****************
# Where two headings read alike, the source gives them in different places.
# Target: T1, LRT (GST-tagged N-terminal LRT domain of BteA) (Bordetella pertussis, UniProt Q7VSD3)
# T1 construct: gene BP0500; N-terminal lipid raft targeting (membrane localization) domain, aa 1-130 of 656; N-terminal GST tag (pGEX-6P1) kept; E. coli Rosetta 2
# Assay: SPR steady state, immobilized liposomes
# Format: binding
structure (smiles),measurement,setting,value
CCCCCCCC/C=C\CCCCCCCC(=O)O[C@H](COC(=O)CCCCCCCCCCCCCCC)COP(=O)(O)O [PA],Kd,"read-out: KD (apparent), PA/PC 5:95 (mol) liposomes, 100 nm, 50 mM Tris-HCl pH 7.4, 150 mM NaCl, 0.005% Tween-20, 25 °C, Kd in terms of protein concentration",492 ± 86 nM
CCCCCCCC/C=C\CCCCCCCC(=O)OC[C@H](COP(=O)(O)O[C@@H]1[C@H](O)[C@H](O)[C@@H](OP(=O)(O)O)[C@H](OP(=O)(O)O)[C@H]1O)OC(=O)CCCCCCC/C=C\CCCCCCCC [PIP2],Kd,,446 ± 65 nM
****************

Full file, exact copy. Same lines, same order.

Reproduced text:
# Where two headings read alike, the source gives them in different places.
# Target: T1, LRT (GST-tagged N-terminal LRT domain of BteA) (Bordetella pertussis, UniProt Q7VSD3)
# T1 construct: gene BP0500; N-terminal lipid raft targeting (membrane localization) domain, aa 1-130 of 656; N-terminal GST tag (pGEX-6P1) kept; E. coli Rosetta 2
# Assay: SPR steady state, immobilized liposomes
# Format: binding
structure (smiles),measurement,setting,value
CCCCCCCC/C=C\CCCCCCCC(=O)O[C@H](COC(=O)CCCCCCCCCCCCCCC)COP(=O)(O)O [PA],Kd,"read-out: KD (apparent), PA/PC 5:95 (mol) liposomes, 100 nm, 50 mM Tris-HCl pH 7.4, 150 mM NaCl, 0.005% Tween-20, 25 °C, Kd in terms of protein concentration",492 ± 86 nM
CCCCCCCC/C=C\CCCCCCCC(=O)OC[C@H](COP(=O)(O)O[C@@H]1[C@H](O)[C@H](O)[C@@H](OP(=O)(O)O)[C@H](OP(=O)(O)O)[C@H]1O)OC(=O)CCCCCCC/C=C\CCCCCCCC [PIP2],Kd,,446 ± 65 nM